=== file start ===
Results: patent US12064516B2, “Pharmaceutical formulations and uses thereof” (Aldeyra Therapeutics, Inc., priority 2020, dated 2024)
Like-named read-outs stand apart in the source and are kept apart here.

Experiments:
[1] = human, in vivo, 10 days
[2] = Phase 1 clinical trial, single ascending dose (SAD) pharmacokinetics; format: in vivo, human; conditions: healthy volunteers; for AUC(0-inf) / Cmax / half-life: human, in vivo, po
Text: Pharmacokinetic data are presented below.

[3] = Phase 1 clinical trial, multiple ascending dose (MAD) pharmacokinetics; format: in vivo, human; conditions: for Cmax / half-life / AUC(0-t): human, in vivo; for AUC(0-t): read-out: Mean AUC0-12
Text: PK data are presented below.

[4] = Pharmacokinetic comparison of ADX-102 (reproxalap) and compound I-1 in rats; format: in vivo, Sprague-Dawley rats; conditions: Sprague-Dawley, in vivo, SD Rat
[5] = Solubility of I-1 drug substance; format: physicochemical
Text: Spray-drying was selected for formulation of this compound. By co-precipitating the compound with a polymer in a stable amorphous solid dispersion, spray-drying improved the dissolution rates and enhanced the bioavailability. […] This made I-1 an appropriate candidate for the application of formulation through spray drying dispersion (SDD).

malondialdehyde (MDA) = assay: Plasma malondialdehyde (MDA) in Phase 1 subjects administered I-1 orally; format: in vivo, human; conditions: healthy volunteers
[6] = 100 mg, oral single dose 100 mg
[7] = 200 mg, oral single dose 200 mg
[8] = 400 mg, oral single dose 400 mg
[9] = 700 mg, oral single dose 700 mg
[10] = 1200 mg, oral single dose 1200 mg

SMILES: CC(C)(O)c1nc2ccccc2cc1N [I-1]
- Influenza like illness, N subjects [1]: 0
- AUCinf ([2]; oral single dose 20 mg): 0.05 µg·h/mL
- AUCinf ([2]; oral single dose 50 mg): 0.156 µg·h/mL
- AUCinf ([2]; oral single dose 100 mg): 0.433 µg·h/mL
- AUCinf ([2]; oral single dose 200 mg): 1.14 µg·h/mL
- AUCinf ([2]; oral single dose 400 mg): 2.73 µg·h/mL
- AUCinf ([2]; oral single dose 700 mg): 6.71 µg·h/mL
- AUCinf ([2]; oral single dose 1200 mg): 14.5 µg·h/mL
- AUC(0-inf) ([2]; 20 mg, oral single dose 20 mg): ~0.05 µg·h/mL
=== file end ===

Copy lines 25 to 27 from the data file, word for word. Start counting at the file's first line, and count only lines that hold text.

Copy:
- AUCinf ([2]; oral single dose 700 mg): 6.71 µg·h/mL
- AUCinf ([2]; oral single dose 1200 mg): 14.5 µg·h/mL
- AUC(0-inf) ([2]; 20 mg, oral single dose 20 mg): ~0.05 µg·h/mL